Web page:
Congress expected to pass bill extending benefits for 9/11 first responders

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Congress Expected to Pass Bill Expanding Benefits for 9/11 First Responders

NEW YORK – It's a victory for the thousands of the first responders who spent months working at Ground Zero following the terrorist attacks on September 11th.

Congress announced the victims are set to receive lifetime medical care for the illnesses.

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The James Zadroga 9/11 Health and Compensation Reauthorization Act is included in the must-pass $1.1 trillion spending package – also referred to as the omnibus – making what is essentially a permanent extension to the health care program for our first responders.

Congressional leaders and the White House reached an agreement on the package late Tuesday night.

See how the nation marked 9/11 this year:

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Nation commemorates 9/11 anniversary
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Congress expected to pass bill extending benefits for 9/11 first responders
President Barack Obama, first lady Michelle Obama, and others, pause on the South Lawn of the White House in Washington, Friday, Sept. 11, 2015, as they observe a moment of silence to mark the 14th anniversary of the 9/11 attacks. (AP Photo/Andrew Harnik)
NEW YORK, NY - SEPTEMBER 11: (L-R) Zachary Ellicott, a firefighter in Stanhope, NJ, Mitch Ellicott, a lieutenant with the Sussex County Sherrif's office and father to Zach and Benjamin, and Benjamin Ellicott, a firefighter in Stanhope, NJ, take a moment to remember a family member lost in the terrorist attack of September 11, 2001, on September 11, 2015 in New York City. Today marks the 14th anniversary of the attacks where nearly 3,000 people were killed in New York, Washington D.C. and Pennsylvania. (Photo by Andrew Burton/Getty Images)
A U.S. flag is draped on the side of the Pentagon, Friday, Sept. 11, 2015, where the building was attacked on September 11th in 2001, on the 14th anniversary of the attack. (AP Photo/Jacquelyn Martin)
NEW YORK, NY - SEPTEMBER 11: Law enforcement officials stand at attention during a singing of the national anthem during an anniversary ceremony commemorating the terrorist attacks of September 11, 2001 on September 11, 2015 in New York City. Today marks the 14th anniversary of the attacks where nearly 3,000 people were killed in New York, Washington D.C. and Pennsylvania. (Photo by Andrew Burton/Getty Images)
Yachiyo Kuge, the mother of Toshiya Kuge, of Japan, who was a passenger on Flight 93, carries a lantern to place at her daughter's name on the Wall of Names at the Flight 93 National Memorial in Shanksville, Pa., Thursday, Sept 10, 2015. The new $26 million visitors’ complex is expected to draw a larger crowd than normal for the 14th anniversary observance at the Flight 93 National Memorial. (AP Photo/Gene J. Puskar)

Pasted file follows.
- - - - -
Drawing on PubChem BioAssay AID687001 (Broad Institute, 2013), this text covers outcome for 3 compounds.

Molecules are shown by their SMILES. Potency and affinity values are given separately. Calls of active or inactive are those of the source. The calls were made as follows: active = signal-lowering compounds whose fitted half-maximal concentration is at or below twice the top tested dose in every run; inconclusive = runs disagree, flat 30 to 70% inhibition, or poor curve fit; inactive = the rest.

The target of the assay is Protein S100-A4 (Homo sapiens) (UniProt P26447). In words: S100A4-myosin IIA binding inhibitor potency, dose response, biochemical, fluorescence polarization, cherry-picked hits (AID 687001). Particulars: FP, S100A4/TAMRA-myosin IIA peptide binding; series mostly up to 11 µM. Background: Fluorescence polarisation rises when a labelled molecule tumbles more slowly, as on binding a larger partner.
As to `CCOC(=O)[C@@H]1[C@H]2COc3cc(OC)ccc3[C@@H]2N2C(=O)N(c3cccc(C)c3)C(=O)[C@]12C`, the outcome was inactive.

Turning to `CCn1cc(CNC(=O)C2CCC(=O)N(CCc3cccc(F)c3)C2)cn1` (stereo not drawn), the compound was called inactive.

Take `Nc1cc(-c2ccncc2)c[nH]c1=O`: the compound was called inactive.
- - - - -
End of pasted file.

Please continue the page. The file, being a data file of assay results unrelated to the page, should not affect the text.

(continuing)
NEW YORK, NY - SEPTEMBER 11: Elena Lazar (R), who lost her son, Eugene Gabriel Lazar, in the terrorist attacks of September 11, 2001, is comforted by her son's at-the-time girlfriend Siu Chong, on September 11, 2015 in New York City. Today marks the 14th anniversary of the attacks where nearly 3,000 people were killed in New York, Washington D.C. and Pennsylvania. (Photo by Andrew Burton/Getty Images)
WASHINGTON, DC - SEPTEMBER 11: A man walks past a row of American flags that have been lowered to half staff on the Washington Monument grounds, near the US Capitol on September 11, 2015 in Washington, DC. Today marks the fourteenth anniversary of the September 11, 2001 attacks when terroristists high jacked airliners and flew them in the World Trade Center and the Pentagon. (Photo by Mark Wilson/Getty Images)
ARLINGTON, VA - SEPTEMBER 11: U.S. Secretary of Defense Ashton Carter lays a wreath during an observance ceremony at the Pentagon Memorial September 11, 2015 in Arlington, Virginia. The nation remembered the lives that were lost in the 9/11 attacks on its 14th anniversary. (Photo by Alex Wong/Getty Images)
NATO forces observes a moment of silence during a memorial ceremony on the fourteenth anniversary of the 9-11 terrorist attacks on the United States at the headquarters of the International Security Assistance Force, in Kabul, Afghanistan, Friday, Sept. 11, 2015. (AP Photo/Rahmat Gul)
NEW YORK, NY - SEPTEMBER 11: Paul Bloess, of Levittown, NY, holds his son, Maxavater Bloess, age 10, in a moment of silence at the 9-11 memorial site on September 11, 2015 in New York City. Today marks the 14th anniversary of the attacks where nearly 3,000 people were killed in New York, Washington D.C. and Pennsylvania. (Photo by Andrew Burton/Getty Images)
A family member of a 9/11 victim attends the14th Anniversary ceremony at the 9/11 memorial on September 11, 2015 in New York. AFP PHOTO/KENA BETANCUR (Photo credit should read KENA BETANCUR/AFP/Getty Images)
New Jersey Governor Chris Christie and New York Senator Kirsten Gillibrand attend the 14th Anniversary ceremony of the terrorist attacks at the 9/11 memorial on September 11, 2015 in New York. AFP PHOTO/KENA BETANCUR (Photo credit should read KENA BETANCUR/AFP/Getty Images)